Reflect:

  • How could I support students in establish goals that build purpose and meaning for themselves?

  • How can I help them clarify what is important for them in their lives today?

  • What are the ways that I can support them in seeing the possibilities and pathways?

  • How I help them to see past the challenges or obstacles in achieving their goals?

  • How can I support them in sustaining their purpose in achieving their goals?


4. Advocate /ˈadvəkət/


We advocate for our students in many ways in our schools, districts or even at system levels. Advocating is a critical aspect of our work. It is also essential that we support students in understanding and learning how they can advocate for themselves.

Advocacy is about empowerment. When we advocate for our students and support them in developing the ability to self-advocate, we are letting our students know that we believe in them. We need to establish the times when we are required to advocate for our students. We need to understand the biases, practices and policies within our schools that impact students full access and participation of their educational experiences. Alongside this, we also need to support students in finding their voices and providing the spaces for them to self-advocate so they can communicate their needs within their educational experiences and within their own lives. In being there for them, we are validating their opinions, needs and experiences and helping them in identifying ways to address any barriers, obstacles or challenges, so they are empowered to take action to overcome such adversity. We can support them in finding the power they have within and how to use their voices to advocate for their rights.


Reflect:

  • What are the ways we need to advocate for our students?

  • What are the biases, practices, policies within our school that impede students access and participation in their educational experiences?

  • How can I support students in finding their voices to self-advocate?

  • What knowledge or skills do students require to communicate their needs?

  • What space do I provide for students to self-advocate in my classrooms?


5. Celebrate /ˈsɛlɪbreɪt/


We all like to celebrate the significant milestones that signify our the accomplishments and our successes we have achieved in life. In schools, quite often this recognition and acknowledgement occur at the end of the learning process or after an event. Celebrating students accomplishments or successes along the journey is just as important as it is celebrating them at the end.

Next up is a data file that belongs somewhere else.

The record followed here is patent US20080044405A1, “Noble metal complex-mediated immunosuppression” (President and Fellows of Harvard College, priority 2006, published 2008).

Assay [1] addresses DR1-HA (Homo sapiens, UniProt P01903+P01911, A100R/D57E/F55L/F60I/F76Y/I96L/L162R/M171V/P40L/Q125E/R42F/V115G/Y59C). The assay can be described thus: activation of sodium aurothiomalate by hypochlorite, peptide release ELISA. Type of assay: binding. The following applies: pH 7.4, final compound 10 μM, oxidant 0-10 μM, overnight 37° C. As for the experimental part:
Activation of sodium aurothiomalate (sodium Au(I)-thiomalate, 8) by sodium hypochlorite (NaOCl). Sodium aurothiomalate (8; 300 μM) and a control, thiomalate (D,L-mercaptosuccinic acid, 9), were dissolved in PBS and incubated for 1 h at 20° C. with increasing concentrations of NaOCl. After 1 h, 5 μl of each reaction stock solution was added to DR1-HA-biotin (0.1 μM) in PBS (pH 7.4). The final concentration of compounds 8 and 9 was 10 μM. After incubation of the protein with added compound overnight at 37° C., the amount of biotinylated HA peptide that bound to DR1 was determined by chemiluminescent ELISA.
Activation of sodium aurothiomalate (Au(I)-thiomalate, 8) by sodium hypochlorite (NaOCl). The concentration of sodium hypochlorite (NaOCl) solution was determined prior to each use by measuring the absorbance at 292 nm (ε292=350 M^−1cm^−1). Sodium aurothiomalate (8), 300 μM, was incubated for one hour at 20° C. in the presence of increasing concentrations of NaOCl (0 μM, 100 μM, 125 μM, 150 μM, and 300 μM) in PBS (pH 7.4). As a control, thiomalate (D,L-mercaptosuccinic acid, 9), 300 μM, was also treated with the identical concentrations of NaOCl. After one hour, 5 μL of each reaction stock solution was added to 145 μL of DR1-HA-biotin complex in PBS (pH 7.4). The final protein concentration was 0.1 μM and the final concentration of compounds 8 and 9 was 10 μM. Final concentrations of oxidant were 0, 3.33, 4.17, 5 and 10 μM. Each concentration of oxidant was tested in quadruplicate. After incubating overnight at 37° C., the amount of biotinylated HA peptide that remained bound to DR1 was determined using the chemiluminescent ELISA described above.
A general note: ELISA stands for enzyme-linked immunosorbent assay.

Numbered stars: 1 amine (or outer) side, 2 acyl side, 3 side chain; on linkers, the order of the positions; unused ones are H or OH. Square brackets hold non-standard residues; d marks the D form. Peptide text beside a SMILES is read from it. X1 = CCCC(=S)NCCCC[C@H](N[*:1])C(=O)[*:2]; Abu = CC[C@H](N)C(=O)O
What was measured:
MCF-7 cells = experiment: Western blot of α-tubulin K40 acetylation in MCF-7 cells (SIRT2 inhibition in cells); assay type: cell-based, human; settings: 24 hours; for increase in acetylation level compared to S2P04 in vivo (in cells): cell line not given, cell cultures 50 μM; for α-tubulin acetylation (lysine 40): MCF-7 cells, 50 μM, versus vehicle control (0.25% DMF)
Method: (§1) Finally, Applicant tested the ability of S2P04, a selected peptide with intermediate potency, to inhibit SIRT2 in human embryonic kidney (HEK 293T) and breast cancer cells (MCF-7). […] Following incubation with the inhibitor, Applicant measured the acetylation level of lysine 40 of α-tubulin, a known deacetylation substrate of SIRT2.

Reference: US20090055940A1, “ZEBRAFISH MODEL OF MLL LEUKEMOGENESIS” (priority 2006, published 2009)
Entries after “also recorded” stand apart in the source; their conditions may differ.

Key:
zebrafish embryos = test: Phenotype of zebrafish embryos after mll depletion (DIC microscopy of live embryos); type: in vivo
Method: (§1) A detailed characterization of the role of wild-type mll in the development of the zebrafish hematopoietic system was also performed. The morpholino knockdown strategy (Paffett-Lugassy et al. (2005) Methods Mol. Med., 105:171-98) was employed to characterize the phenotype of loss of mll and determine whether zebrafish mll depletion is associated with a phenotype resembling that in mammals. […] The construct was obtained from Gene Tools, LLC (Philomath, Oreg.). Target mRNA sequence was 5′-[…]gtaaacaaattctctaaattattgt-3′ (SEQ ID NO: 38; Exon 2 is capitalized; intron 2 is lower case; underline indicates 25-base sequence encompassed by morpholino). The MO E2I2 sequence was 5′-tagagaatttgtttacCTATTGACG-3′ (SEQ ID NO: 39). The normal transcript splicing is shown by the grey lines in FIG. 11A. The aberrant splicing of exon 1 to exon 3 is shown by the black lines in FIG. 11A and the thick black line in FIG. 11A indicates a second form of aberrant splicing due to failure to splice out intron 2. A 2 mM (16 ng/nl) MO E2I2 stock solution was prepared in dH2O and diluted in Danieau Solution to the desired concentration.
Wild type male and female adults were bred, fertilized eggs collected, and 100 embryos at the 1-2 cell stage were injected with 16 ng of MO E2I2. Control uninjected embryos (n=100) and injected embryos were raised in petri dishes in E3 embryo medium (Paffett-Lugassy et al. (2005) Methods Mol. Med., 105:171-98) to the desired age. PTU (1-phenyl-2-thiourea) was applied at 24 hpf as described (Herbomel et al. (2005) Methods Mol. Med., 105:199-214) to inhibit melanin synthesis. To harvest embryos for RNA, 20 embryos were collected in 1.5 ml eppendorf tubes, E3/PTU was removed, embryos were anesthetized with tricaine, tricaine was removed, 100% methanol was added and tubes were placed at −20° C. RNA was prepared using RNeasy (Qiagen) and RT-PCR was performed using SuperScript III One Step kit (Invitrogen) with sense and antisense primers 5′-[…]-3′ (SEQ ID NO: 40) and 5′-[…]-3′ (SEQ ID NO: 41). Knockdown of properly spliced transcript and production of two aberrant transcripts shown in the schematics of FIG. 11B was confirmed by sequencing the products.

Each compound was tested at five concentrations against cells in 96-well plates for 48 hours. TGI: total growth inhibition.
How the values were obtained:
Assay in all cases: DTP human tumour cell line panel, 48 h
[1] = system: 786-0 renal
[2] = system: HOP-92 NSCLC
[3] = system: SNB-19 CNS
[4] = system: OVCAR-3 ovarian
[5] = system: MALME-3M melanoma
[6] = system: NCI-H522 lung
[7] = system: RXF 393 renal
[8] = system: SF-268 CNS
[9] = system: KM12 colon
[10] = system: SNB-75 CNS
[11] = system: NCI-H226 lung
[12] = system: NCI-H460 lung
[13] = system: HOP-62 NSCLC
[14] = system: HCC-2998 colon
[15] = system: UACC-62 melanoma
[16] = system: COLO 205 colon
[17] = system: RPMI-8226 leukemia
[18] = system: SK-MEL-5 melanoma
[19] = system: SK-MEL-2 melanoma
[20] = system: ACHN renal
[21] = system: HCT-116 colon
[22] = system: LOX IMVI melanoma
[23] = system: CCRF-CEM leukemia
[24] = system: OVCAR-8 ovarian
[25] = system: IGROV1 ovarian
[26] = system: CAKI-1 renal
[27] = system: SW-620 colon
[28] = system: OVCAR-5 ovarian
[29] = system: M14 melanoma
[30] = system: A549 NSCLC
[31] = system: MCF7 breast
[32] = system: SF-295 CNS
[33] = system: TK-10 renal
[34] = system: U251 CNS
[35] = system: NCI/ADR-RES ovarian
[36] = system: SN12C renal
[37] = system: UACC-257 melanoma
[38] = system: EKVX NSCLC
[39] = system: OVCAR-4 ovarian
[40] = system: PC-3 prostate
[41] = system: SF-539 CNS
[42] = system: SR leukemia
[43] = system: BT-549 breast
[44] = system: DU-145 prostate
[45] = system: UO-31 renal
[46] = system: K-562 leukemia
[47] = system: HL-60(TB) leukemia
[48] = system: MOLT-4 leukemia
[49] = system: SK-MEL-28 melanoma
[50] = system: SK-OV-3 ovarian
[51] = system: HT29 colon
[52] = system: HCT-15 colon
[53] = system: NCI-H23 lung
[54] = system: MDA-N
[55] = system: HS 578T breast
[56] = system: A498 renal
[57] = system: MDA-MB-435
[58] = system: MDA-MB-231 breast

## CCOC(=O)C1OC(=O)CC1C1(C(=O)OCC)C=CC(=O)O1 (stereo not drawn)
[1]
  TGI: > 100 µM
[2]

In this process, we recognise the importance of feedback and recognition across the entirety of their journey. We can increase student self-efficacy when we have them reflect upon their feedback and make decisions on what is the next step in their journey. We know our students, and we understand the different ways they respond to being acknowledged and recognised. Celebratory strategies to recognise the many achievements of our students build classroom communities and develop a positive culture. We need to ensure that students have the opportunity to celebrate and share their journey with their families, their peers and different class levels. In sharing their journeys, they can reflect upon the challenges, the set-backs, the decisions, and how they moved forward to achieve their goals. It is important that they share and celebrate their achievements and being there for them throughout their journey ensures they know that you believe in them.


Reflect:

  • What are the different ways I can feedback to students to support their next steps?

  • What are the different reflections processes that I can build into my classroom?

  • What are the ways celebratory strategies that I can implement into my classroom?

  • How can I ensure that students have the opportunity to celebrate and share their journeys with their families, their peers or other class levels?


The outlined actions that we can embrace into our everyday practices within our classrooms demonstrates to students that we believe in them, and we care about them. Being there in these different ways also shows different levels of encouragement, we can enact every day in our classrooms. In doing so, we are building positive cultures in our classrooms and significantly making the difference in students lives. And like my own experience of my parents always being there to encourage me consistently, our students will experience what it means to have a cheerleader in their lives that celebrates the milestones they experience in their lives.